Labour’s Keir Starmer doubles down on vow to reform Gender Recognition Act and introduce self-ID for trans people

Kier starmer

Keir Starmer sparked both praise and fury as he reaffirmed Labour’s commitment to reforming the Gender Recognition Act and introducing self-identification for trans people.

The Labour leader made the pledge to the LGBT+ community as part of a video message for PinkNews‘ Pride for All celebrations on Wednesday (9 June).

In the message, he harked back to the struggle for equality at the heart of Pride, reminding viewers of how “that struggle continues today” as the pandemic exacerbates injustices.

“LGBT+ people still face discrimination in the workplace, hate crime continues to rise, trans people are one of the most discriminated groups in our society,” he said.

“Labour knows how much work there is to do. We will always stand as an ally with the LGBT+ community in the fight for true equality.

“We’re campaigning to ensure conversion therapy is banned once and for all, and we’re committed to updating the GRA to introduce self-declaration for trans people.”

Keir Starmer has previously spoken of the “desperate” need to reform the GRA and allow trans people to self-identify at the 2020 PinkNews Awards.

Polling persistently proves that the majority of the British public supports this, yet the Conservative government has now scrapped all plans to reform the “dehumanising” process.

Starmer’s decisive call for action drew a sharp contrast from the Tories and won him effusive praise from LGBT+ veteran Michael Cashman, who said he planned to rejoin the party.

“Absolutely brilliant. No equivocation. This is what I call leadership. Congratulations Keir Starmer,” Cashman tweeted. “Tomorrow I apply to rejoin Labour.”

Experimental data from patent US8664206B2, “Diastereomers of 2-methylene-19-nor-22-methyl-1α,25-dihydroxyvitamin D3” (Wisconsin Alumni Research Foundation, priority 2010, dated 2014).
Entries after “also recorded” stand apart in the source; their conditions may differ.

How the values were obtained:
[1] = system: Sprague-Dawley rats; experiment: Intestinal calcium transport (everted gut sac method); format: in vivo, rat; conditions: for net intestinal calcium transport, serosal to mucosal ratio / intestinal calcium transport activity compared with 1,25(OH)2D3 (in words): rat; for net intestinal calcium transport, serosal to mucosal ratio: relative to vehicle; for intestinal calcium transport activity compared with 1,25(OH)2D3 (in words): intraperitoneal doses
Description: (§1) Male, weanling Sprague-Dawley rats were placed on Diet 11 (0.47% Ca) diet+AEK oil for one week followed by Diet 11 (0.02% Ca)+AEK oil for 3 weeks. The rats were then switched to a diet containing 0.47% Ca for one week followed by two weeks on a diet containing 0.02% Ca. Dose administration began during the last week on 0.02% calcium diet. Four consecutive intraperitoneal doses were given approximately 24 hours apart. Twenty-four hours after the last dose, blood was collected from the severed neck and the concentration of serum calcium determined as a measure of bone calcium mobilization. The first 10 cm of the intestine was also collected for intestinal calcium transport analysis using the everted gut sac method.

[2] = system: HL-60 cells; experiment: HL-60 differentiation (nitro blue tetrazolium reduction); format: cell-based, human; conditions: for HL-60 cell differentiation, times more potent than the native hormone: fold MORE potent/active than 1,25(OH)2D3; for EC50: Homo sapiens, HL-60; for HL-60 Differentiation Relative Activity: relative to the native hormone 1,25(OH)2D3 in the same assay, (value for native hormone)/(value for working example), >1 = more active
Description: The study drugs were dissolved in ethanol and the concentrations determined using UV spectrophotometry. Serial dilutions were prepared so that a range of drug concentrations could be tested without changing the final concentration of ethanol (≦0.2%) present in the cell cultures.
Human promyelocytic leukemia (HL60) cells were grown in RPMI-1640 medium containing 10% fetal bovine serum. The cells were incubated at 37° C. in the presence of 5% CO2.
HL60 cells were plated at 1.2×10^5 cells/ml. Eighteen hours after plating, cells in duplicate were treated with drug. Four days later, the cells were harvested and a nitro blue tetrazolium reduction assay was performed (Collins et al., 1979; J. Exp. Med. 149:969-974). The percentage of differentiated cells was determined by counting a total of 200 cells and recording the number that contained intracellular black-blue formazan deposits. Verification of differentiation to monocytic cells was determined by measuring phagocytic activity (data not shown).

Others remained unconvinced, pointing to Starmer’s reluctance to condemn alleged transphobia in the Labour party or suspend Canterbury MP Rosie Duffield for her repeated anti-trans comments.

But for many anti-trans voters, his continued support for GRA reform was the final straw.

“For as long as Labour supports this policy I will never vote for them,” commented one Twitter user. “How out of touch he is,” said another. “Labour are finished.”

The hashtag #Labourlosingwomen soon began trending online as transphobes vowed – not for the first time – to leave the Labour party.

But outside the Twittersphere, their boasts that Labour is now “finished” carried little weight while statistics show that transphobic views remain nothing more than a disruptive minority in the UK.

According to figures from the EHRC, obtained from the 2019 British Social Attitudes survey, 76 per cent of people in the UK believe prejudice against transgender people is always or mostly wrong.

And a massive 57 per cent of women surveyed by YouGov for PinkNews agreed that trans people should be able to self-identify as their chosen gender, compared with 43 per cent of men from an overall sample of UK adults.

Only 21 per cent of women said they were against trans people self-identifying, compared with 33 per cent of men.

In his speech for PinkNews, Keir Starmer spoke of his pride in the Labour party, “which has a long history of standing with the LGBT+ community and working with you to advance your rights.”

“The values of equality, of justice and of fairness, are so important to me,” he continued. He’s unlikely to seek a demographic that doesn’t want the same.